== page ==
Monday, October 1, 2012


"Don't play with your food" are the four letter words I dread saying to my four year old.

One of the most difficult things about being a parent, it seems to me, isn't answering the numerous questions... it isn't being woken up at any hour of the night... it isn't the feeling of powerlessness when they're sick, and there isn't anything you can do. All of these are difficult, to be sure, but more than all of those is the conflict that rages every time you tell them to stop playing with their food.

I hate doing it. I watch my son blowing bubbles in his milk, and I remember when I used to do the same thing. He's clearly having fun... he's not hurting anyone or anything... it is just youthful playfulness. There really isn't much of a reason to stop him.

Except there is. He does need to learn table manners, and understand that play is good, but there are times that you need to do something besides play. And this doesn't just apply to eating. He can play on the staircase, finding delight and wonder in the shape or texture of the railing. Or sing to his stuffed animals when I'm trying to get him dressed to take him to school. Or playing with a blade of grass on our walk home from school. There are lessons to be learned, of course. Playing on the stairs are fine... as long as you don't fall down.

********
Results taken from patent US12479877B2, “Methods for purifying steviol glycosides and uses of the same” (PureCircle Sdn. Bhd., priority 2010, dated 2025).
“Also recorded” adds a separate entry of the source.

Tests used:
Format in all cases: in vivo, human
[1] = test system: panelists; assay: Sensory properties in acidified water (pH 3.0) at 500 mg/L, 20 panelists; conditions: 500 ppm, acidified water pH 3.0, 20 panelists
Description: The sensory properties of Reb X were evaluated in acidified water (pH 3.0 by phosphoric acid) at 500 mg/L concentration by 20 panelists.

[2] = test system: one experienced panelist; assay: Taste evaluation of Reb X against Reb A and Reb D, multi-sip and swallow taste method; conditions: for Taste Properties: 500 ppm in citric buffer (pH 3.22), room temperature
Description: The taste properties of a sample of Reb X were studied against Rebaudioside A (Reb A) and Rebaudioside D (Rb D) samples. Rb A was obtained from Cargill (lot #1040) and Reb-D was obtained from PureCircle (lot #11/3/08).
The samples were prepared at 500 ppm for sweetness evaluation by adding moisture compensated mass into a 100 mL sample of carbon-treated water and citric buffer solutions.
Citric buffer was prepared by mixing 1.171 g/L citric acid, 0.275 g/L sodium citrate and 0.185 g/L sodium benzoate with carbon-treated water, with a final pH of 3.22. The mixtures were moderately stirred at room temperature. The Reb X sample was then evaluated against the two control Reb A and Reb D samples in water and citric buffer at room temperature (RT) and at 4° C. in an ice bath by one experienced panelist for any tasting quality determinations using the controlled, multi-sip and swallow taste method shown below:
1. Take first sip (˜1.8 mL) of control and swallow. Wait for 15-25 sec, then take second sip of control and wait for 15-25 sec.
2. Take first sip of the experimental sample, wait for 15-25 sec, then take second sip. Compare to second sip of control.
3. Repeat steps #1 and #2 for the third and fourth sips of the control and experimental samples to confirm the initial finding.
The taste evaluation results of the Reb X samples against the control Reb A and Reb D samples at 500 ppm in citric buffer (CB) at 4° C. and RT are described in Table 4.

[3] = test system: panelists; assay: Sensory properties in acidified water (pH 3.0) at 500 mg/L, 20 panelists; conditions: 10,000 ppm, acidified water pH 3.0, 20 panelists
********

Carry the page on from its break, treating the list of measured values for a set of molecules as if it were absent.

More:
But beyond these practical lessons why does he have to do anything besides play? As an adult, I have lots of pressures on me - time... bills... work. (Four letter words, all.) But as a child, he does not have these same pressures. He is free to explore his seemingly limitless universe. Why should I impose a boundary on that cosmos?

Sometimes I can escape my world and join him in his, and it is a wonderful place. Free of limits except those our own dreams bring us. A world where we can blow bubbles in our milk and spin in the bright fall air till we're dizzy. A world where we can fly to the stars in his playhouse in the back yard. A world where we can dance and sing in front of the video camera and watch and laugh about it later. Where we can dream about what we want to do that afternoon... or tomorrow... or next year.

And then... I need to return to mine. And I wonder why I try to bring him into my world, instead of learning how to do more in his.

I don't have an answer. I just know that I can't just leave my world and its responsibilities.

But that also includes the responsibility I have to him to make sure he gets the most out of his world that we can. That he can start, firmly planted on the Earth, but still reach for (and make it to) the stars.

1 comment:

  1. He needs to learn manners, of course (and he probably already knows more than you suspect), but you're right -- childhood is a time for fun as well as learning. You need to find a way to project a dignified tolerance, like a stern headmaster with a wry, resigned expression, whose narrowed eyes have a twinkle that tells the students that they're not in trouble... this time, at least. :-)